It is quite a low sulphite developer. Any comments in the article about the speed, acutance, grain size etc? I have no idea whether AP magazine is easily available here at the end of the Earth.

  5. #5
    Peter Black's Avatar
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    Quote Originally Posted by john_s View Post
    I'm always interested in a new developer by Crawley.

    Peter, are the Part B components added as powder to the diluted Part A? If so it would certainly solve the shelf life problems of liquid ascorbate developers. It would also make it unappealing for a company to sell it commercially.

    It is quite a low sulphite developer. Any comments in the article about the speed, acutance, grain size etc? I have no idea whether AP magazine is easily available here at the end of the Earth.
    Part B is the 2 chemicals and they are added to the working strength Part A shortly before use at around 20C. The ascorbate is said to dissolve immediately and the Phenidone more slowly. A is said to keep indefinitely in a closed container, while the combined A+B will keep up to 36 hours in a closed container. Exposure increase of about 0.5 - 1 EV is usually possible.

  6. #6
    gainer's Avatar
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    A proper mixture of ascorbic acid, phenidone,TEA and perhaps some propylene glycol would serve for the second part and would last, and last. And if you got bored, you could just dilute the B part with water and go at it.
    Gadget Gainer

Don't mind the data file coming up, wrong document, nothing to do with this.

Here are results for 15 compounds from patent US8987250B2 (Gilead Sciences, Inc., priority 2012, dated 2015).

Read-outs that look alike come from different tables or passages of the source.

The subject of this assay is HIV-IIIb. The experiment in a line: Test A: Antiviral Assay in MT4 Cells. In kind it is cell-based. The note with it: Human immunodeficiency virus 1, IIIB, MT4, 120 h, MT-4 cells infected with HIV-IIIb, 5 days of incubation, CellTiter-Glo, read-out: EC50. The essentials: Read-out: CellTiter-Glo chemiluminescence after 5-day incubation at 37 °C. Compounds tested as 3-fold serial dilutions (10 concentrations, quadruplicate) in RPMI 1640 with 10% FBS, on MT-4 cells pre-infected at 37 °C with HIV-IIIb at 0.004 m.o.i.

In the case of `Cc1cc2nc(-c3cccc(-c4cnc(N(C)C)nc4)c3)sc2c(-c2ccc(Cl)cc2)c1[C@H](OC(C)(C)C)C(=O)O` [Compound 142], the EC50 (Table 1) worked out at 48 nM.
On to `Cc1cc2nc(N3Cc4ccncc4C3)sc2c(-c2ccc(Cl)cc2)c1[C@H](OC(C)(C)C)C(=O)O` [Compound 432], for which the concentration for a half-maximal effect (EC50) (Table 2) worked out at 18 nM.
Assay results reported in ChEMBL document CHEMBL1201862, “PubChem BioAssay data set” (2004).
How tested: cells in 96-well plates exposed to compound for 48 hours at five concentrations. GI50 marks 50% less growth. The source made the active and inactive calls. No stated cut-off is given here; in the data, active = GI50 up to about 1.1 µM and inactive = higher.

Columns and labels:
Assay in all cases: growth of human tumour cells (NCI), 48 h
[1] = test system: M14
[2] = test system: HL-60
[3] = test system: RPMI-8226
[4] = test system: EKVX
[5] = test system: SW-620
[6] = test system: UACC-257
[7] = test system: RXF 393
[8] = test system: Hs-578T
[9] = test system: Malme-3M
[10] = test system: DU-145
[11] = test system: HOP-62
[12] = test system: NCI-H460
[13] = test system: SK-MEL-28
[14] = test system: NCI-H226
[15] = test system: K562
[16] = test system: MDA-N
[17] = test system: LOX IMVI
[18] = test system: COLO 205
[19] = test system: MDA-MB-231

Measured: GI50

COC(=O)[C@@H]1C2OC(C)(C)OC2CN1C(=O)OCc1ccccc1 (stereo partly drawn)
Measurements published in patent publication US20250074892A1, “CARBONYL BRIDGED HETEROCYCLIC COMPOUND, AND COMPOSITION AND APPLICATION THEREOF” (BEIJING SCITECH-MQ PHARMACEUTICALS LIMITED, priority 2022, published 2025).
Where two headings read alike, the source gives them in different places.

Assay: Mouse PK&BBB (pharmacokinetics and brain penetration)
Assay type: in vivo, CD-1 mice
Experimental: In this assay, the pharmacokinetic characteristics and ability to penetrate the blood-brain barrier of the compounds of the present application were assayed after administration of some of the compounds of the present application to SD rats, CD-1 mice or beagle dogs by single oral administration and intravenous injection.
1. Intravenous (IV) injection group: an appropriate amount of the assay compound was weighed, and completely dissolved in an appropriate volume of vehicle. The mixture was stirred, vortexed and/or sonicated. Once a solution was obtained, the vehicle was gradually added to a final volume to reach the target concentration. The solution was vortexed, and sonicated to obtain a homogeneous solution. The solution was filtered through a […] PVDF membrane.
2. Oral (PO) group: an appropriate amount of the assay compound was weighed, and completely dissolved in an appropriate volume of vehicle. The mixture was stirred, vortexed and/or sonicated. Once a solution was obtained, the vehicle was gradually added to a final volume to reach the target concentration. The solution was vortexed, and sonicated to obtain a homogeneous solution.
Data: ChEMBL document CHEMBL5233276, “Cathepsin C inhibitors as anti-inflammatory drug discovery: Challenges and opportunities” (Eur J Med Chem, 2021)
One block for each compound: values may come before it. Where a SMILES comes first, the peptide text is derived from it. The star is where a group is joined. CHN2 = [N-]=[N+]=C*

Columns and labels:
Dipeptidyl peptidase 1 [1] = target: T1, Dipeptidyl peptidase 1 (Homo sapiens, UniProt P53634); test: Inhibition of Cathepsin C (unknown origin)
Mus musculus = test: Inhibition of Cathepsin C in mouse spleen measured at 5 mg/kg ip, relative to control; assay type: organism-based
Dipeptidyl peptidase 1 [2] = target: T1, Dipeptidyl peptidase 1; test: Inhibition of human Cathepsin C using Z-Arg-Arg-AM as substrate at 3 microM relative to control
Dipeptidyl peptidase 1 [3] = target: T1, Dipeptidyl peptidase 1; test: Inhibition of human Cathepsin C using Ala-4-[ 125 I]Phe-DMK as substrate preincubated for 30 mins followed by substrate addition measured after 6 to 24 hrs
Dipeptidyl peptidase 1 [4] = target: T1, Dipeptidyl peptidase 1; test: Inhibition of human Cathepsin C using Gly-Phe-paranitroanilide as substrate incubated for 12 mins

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    Ian Grant's Avatar
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    There's something wrong with this no-one (normally) publishes a formula where developing agents are added just before use as solids.

    Ian

  8. #8
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    Quote Originally Posted by Ian Grant View Post
    There's something wrong with this no-one (normally) publishes a formula where developing agents are added just before use as solids.

    Ian
    That's what I thought too, but this if this is Crawley, it probably works. I like Gainer's idea about dissolving part B and will have this mixed in the next hour or two. There may be a Gin intervention which will interfere...EC

  9. #9
    Ian Grant's Avatar
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    Having met & talked to chemists from the company that made all the early Paterson Developers & Fixers I can believe it

    I think I'd prefer a Plymouth Gin over FX-55

    Ian

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    Quote Originally Posted by Ian Grant View Post
    There's something wrong with this no-one (normally) publishes a formula where developing agents are added just before use as solids.

    Ian
    Yeah, phenidone is tough to dissolve straight up in water. And why does Crawley specify L-ascorbic acid? D-ascorbic or a mixture will do just as well.